3.3 Electrochemical behavior of modified electrodes in Fe[(CN)6]3−/4− solution

CVs demonstrating the electrochemical behavior of bare GCE, G-GCE, and GPtNPs-GCE recorded in 5 mM [Fe(CN)6]3−/4− with 0.1 M KCl as supporting electrolyte are presented in Fig. 4(a). It demonstrates the oxidation and reduction peaks of Fe2+ and Fe3+, respectively. The anodic peak currents for bare GCE, G-GCE, and GPtNPs-modified GCE were found to be 12.54, 17.18, and 19.57 μA, respectively. GPtNPs-GCE demonstrated highest current response followed by G-GCE and bare GCE. Moreover, the peak-to-peak separation (ΔEp) is minimal for GPtNPs followed by G and bare GCE indicating the rapid electron transfer occurring on the modified electrodes, in the following order: GPtNPs-GCE > G-GCE > bare GCE. Therefore, it is clear from the aforementioned result that GPtNPs exhibit higher catalytic activity and rapid electron transfer as compared with G-GCE and bare GCE.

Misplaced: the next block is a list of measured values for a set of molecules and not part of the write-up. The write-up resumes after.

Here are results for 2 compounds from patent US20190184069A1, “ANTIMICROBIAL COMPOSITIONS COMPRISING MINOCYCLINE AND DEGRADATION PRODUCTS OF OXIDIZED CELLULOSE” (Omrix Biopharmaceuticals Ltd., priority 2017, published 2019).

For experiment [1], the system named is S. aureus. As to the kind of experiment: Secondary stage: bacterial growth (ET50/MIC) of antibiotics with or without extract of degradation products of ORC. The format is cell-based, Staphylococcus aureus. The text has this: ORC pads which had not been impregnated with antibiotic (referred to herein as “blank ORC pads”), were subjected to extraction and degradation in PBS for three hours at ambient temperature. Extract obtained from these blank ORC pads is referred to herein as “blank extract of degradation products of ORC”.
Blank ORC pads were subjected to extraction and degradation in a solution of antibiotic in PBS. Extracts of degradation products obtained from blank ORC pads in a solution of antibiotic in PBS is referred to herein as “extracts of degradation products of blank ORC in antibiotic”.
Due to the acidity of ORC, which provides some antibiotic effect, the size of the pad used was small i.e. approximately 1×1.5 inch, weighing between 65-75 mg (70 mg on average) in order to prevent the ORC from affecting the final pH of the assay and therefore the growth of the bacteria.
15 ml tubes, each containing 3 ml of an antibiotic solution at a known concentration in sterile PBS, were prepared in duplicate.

Fig. 4

CVs of bare GCE, G-GCE, and GPtNPs-modified GCE demonstrating electrochemical behavior in (a) 5 mM Fe[(CN)6]3−/4− redox couple solution with 0.1 M KCl as supporting electrolyte. (b) 5 mM AA, (c) 1 mM DA, and (d) 1 mM PCT in PBS (pH = 7.4) at 50 mV/s scan rate.

3.4 Electrochemical behavior of AA, DA, and PCT on different modified electrodes

The electrochemical behavior of 5 mM AA on different modified GCEs has been presented in Fig. 4(b). Bare GCE, G-GCE, and GPtNPs-GCE showed irreversible oxidation toward AA. GPtNPs-modified GCE showed three times increase in current when compared with bare GCE, confirming the excellent electrocatalytic activity of GPtNPs-GCE. Moreover, there is a huge reduction in overpotential from 0.23 V of bare GCE to 0.13 V of G-GCE and finally to 0.06 V of GPtNPs-modified GCE. Electro-oxidation of 1 mM DA on various modified electrodes has been presented in Fig. 4(c). All of the three electrodes exhibited quasi-reversible electro-oxidation toward DA. GPtNPs-GCE showed nine times enhanced current than bare GCE. CVs of the modified electrodes recorded toward the electrochemical oxidation of 1 mM PCT has been presented in Fig. 4(d). It exhibited quasi-reversible electro-oxidation on the modified electrodes. GPtNPs showed two times enhanced current along with reduction in ΔEp value when compared with bare GCE indicating the rapid electron transfer between the transducer and PCT.